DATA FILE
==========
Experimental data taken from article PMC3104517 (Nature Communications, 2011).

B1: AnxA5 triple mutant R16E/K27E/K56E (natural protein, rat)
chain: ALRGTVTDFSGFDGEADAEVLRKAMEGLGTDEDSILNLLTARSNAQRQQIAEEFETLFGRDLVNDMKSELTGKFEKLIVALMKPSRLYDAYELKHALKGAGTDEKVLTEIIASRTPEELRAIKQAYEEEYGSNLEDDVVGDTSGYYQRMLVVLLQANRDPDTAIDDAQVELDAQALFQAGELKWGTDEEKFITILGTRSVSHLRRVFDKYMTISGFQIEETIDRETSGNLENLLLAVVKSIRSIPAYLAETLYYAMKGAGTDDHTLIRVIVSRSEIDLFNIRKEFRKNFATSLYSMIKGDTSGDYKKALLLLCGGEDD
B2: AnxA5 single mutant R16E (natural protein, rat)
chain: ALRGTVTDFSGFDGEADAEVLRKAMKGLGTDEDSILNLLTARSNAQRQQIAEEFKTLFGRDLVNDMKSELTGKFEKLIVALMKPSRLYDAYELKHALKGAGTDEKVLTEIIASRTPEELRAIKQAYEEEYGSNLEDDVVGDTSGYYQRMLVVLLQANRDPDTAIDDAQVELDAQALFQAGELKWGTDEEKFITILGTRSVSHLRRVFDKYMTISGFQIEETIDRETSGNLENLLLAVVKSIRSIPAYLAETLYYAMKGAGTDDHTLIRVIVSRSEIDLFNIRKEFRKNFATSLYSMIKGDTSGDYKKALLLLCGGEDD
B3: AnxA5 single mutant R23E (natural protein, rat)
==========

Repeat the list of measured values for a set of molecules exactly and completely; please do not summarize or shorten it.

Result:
Experimental data taken from article PMC3104517 (Nature Communications, 2011).

B1: AnxA5 triple mutant R16E/K27E/K56E (natural protein, rat)
chain: ALRGTVTDFSGFDGEADAEVLRKAMEGLGTDEDSILNLLTARSNAQRQQIAEEFETLFGRDLVNDMKSELTGKFEKLIVALMKPSRLYDAYELKHALKGAGTDEKVLTEIIASRTPEELRAIKQAYEEEYGSNLEDDVVGDTSGYYQRMLVVLLQANRDPDTAIDDAQVELDAQALFQAGELKWGTDEEKFITILGTRSVSHLRRVFDKYMTISGFQIEETIDRETSGNLENLLLAVVKSIRSIPAYLAETLYYAMKGAGTDDHTLIRVIVSRSEIDLFNIRKEFRKNFATSLYSMIKGDTSGDYKKALLLLCGGEDD
B2: AnxA5 single mutant R16E (natural protein, rat)
chain: ALRGTVTDFSGFDGEADAEVLRKAMKGLGTDEDSILNLLTARSNAQRQQIAEEFKTLFGRDLVNDMKSELTGKFEKLIVALMKPSRLYDAYELKHALKGAGTDEKVLTEIIASRTPEELRAIKQAYEEEYGSNLEDDVVGDTSGYYQRMLVVLLQANRDPDTAIDDAQVELDAQALFQAGELKWGTDEEKFITILGTRSVSHLRRVFDKYMTISGFQIEETIDRETSGNLENLLLAVVKSIRSIPAYLAETLYYAMKGAGTDDHTLIRVIVSRSEIDLFNIRKEFRKNFATSLYSMIKGDTSGDYKKALLLLCGGEDD
B3: AnxA5 single mutant R23E (natural protein, rat)